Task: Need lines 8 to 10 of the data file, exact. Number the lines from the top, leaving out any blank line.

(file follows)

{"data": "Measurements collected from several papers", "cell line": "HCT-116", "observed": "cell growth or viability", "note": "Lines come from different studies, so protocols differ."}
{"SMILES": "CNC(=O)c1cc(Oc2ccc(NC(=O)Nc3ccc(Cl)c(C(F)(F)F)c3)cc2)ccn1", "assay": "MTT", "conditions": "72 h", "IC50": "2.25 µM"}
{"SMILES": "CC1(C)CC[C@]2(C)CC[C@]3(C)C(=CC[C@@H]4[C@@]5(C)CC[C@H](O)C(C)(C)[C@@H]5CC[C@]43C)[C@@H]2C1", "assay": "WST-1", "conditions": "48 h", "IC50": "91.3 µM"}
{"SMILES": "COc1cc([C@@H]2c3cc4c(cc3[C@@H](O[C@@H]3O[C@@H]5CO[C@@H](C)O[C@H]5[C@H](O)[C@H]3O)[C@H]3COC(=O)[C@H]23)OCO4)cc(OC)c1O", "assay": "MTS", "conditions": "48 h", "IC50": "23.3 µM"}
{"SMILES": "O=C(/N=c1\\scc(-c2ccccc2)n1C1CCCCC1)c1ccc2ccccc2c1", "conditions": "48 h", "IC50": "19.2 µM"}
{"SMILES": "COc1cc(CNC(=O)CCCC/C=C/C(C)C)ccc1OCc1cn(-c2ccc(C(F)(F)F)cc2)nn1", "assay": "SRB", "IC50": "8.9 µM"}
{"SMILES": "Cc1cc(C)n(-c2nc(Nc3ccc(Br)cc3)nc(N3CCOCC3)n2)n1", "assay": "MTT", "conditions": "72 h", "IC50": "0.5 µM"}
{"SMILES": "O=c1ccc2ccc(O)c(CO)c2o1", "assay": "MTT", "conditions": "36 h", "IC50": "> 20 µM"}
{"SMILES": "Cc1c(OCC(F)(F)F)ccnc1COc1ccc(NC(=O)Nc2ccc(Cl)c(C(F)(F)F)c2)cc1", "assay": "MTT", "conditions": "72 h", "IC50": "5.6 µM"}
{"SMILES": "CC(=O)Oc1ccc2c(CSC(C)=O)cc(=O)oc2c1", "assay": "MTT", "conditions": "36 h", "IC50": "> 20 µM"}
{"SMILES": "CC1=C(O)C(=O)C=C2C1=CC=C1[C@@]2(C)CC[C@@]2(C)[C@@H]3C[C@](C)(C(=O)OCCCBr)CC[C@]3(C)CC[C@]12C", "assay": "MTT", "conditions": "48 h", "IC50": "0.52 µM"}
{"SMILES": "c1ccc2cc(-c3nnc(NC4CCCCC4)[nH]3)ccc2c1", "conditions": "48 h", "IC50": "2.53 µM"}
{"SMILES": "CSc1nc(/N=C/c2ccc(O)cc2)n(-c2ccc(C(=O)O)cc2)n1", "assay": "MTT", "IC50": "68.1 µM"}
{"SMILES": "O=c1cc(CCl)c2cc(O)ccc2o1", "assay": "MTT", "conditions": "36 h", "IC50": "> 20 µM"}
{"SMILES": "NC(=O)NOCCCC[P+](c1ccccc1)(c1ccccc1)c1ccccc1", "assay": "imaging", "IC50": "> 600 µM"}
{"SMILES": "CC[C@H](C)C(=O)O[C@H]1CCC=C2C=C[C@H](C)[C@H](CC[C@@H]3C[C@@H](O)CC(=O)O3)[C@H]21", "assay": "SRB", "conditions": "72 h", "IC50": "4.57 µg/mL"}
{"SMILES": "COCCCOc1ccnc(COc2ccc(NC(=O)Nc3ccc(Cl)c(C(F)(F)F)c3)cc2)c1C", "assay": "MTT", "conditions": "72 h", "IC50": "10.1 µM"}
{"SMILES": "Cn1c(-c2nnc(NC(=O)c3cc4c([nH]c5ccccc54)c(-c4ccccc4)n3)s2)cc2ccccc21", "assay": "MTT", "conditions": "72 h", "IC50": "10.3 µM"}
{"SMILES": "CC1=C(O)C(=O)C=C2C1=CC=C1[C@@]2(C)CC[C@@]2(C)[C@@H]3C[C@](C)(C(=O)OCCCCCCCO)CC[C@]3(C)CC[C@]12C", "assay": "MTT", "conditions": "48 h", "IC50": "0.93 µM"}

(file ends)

{"SMILES": "O=c1ccc2ccc(O)c(CO)c2o1", "assay": "MTT", "conditions": "36 h", "IC50": "> 20 µM"}
{"SMILES": "Cc1c(OCC(F)(F)F)ccnc1COc1ccc(NC(=O)Nc2ccc(Cl)c(C(F)(F)F)c2)cc1", "assay": "MTT", "conditions": "72 h", "IC50": "5.6 µM"}
{"SMILES": "CC(=O)Oc1ccc2c(CSC(C)=O)cc(=O)oc2c1", "assay": "MTT", "conditions": "36 h", "IC50": "> 20 µM"}